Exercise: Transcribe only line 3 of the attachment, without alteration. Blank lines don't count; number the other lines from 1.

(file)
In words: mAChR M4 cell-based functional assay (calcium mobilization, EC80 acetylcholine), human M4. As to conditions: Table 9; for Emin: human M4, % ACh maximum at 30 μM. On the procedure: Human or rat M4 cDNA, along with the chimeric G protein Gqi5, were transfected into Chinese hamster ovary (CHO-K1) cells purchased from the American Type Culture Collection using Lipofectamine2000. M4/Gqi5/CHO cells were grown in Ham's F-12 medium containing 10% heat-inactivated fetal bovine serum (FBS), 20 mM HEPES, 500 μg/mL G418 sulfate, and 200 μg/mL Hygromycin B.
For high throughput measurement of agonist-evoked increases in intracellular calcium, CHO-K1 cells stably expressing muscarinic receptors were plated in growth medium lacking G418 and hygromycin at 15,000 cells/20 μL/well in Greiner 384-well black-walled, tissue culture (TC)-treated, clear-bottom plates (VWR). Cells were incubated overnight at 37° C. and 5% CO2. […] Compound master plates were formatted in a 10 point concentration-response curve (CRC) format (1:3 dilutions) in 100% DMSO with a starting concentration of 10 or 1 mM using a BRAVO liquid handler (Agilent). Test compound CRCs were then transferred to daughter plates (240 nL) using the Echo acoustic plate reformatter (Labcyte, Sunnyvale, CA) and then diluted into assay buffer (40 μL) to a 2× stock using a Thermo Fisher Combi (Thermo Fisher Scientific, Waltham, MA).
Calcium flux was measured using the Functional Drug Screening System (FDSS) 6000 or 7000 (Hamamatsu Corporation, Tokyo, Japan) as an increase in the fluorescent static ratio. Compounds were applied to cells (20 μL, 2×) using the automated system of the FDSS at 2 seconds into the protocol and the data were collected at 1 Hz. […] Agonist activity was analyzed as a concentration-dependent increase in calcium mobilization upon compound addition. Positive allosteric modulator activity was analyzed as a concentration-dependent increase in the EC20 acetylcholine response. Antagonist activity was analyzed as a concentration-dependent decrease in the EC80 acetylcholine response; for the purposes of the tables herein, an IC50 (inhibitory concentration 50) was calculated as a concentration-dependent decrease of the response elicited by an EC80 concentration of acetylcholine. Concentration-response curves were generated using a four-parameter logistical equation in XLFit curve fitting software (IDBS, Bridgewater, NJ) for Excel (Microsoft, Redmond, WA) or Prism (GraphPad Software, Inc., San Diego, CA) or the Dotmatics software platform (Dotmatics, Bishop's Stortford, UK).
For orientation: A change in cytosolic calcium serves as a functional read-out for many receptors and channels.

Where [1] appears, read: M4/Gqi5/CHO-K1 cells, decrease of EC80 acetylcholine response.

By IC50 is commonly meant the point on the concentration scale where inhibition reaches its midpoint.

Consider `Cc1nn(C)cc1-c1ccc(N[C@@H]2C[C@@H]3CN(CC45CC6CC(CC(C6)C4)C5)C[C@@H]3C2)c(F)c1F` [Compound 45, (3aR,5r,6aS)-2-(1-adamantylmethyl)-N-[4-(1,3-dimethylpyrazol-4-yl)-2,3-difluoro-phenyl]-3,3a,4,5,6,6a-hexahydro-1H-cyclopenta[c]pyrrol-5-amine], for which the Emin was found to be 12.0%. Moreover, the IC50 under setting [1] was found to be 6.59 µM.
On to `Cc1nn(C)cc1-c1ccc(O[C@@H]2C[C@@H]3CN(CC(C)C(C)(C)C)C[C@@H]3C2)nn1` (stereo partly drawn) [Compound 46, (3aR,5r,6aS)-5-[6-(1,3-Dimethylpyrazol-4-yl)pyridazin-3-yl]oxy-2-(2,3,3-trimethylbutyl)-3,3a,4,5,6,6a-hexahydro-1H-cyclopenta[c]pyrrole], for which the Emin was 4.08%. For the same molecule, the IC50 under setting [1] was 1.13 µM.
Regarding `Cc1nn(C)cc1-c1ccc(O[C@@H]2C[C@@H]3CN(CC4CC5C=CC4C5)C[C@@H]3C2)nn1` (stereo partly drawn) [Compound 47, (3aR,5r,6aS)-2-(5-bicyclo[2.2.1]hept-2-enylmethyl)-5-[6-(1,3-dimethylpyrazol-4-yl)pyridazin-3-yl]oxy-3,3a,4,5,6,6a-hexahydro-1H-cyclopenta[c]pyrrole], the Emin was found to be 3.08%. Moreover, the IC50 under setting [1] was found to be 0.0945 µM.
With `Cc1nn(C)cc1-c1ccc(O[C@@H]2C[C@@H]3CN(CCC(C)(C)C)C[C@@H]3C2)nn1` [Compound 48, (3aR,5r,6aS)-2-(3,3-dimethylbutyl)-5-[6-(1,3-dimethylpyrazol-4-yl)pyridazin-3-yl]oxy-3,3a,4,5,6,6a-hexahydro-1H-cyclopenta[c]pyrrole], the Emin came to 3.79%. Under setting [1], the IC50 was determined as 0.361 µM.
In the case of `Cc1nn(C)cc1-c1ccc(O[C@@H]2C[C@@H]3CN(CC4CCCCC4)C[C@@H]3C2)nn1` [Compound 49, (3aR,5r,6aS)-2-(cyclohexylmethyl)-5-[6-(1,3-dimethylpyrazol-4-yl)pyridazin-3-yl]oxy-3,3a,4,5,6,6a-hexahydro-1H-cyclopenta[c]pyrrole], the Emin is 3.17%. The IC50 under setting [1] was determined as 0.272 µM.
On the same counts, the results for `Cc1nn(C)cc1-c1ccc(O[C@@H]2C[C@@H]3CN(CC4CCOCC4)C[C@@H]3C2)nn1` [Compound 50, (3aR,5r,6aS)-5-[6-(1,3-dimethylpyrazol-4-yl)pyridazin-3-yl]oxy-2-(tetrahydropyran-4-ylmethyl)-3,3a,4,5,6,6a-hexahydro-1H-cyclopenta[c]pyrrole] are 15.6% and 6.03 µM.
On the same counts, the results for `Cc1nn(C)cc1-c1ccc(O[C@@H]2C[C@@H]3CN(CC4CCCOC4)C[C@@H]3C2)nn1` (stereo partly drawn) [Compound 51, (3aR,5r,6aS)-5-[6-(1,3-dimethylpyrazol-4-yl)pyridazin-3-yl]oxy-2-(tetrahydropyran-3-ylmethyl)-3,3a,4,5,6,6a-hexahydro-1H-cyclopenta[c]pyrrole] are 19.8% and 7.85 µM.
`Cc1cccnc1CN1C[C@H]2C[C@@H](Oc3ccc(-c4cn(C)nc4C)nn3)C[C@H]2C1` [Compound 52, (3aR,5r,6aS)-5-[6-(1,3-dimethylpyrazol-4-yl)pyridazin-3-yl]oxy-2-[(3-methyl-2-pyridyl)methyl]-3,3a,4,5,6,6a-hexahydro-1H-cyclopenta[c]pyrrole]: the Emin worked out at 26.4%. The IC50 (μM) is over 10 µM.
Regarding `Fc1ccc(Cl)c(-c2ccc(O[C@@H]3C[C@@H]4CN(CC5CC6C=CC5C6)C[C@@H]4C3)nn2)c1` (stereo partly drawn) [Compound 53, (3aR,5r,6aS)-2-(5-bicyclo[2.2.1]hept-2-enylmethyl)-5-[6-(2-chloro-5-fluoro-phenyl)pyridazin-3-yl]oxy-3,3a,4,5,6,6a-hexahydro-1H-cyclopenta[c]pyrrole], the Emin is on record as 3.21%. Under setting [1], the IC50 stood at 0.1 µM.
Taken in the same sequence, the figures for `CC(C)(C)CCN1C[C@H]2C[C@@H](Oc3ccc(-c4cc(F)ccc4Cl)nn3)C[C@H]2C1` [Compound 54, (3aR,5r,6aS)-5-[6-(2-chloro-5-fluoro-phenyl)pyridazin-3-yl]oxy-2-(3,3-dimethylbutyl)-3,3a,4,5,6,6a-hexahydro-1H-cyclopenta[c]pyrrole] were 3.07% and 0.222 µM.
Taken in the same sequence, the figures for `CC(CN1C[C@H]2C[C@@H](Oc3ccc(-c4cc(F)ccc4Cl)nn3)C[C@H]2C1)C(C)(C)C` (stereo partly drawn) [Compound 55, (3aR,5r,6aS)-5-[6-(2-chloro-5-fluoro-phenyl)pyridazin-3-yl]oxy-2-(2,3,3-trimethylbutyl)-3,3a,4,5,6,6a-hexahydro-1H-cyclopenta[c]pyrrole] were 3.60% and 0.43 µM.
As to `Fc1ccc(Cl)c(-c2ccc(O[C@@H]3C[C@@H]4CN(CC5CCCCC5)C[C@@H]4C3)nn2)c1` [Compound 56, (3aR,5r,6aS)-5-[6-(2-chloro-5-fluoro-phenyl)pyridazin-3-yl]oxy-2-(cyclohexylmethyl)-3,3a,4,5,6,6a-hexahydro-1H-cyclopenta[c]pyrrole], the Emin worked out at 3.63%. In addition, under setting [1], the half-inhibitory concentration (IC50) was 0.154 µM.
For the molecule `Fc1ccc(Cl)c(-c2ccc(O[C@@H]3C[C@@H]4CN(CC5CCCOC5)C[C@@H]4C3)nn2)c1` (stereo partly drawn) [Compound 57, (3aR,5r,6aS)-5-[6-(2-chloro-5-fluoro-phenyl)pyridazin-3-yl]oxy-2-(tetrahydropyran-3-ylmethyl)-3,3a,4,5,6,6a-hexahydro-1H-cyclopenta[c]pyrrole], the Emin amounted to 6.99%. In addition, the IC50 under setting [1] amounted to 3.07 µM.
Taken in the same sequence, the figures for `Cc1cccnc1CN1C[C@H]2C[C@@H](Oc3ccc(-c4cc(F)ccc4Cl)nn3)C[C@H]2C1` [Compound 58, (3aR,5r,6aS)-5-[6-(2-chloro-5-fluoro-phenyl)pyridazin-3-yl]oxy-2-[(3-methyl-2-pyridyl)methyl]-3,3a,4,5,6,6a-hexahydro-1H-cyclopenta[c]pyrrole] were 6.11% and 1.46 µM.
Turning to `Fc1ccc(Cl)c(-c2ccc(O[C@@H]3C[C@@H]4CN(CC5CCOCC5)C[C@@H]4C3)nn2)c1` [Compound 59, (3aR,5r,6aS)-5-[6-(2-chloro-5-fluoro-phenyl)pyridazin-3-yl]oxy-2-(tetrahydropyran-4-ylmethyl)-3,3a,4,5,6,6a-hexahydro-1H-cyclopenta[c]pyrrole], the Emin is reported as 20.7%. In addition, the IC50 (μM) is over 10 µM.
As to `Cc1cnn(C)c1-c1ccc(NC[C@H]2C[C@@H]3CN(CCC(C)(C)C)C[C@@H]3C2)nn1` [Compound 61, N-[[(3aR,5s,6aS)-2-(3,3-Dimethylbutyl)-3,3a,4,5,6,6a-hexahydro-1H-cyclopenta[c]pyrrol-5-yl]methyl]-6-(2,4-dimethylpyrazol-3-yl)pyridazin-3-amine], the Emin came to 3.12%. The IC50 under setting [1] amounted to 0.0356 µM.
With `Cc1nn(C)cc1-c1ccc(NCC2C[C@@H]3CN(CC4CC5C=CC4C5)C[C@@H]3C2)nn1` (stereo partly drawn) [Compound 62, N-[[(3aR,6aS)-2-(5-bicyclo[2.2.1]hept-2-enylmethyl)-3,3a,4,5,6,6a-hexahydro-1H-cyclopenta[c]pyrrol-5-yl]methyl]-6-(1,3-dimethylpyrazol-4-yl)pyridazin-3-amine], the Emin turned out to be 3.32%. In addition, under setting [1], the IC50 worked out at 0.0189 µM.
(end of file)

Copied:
Calcium flux was measured using the Functional Drug Screening System (FDSS) 6000 or 7000 (Hamamatsu Corporation, Tokyo, Japan) as an increase in the fluorescent static ratio. Compounds were applied to cells (20 μL, 2×) using the automated system of the FDSS at 2 seconds into the protocol and the data were collected at 1 Hz. […] Agonist activity was analyzed as a concentration-dependent increase in calcium mobilization upon compound addition. Positive allosteric modulator activity was analyzed as a concentration-dependent increase in the EC20 acetylcholine response. Antagonist activity was analyzed as a concentration-dependent decrease in the EC80 acetylcholine response; for the purposes of the tables herein, an IC50 (inhibitory concentration 50) was calculated as a concentration-dependent decrease of the response elicited by an EC80 concentration of acetylcholine. Concentration-response curves were generated using a four-parameter logistical equation in XLFit curve fitting software (IDBS, Bridgewater, NJ) for Excel (Microsoft, Redmond, WA) or Prism (GraphPad Software, Inc., San Diego, CA) or the Dotmatics software platform (Dotmatics, Bishop's Stortford, UK).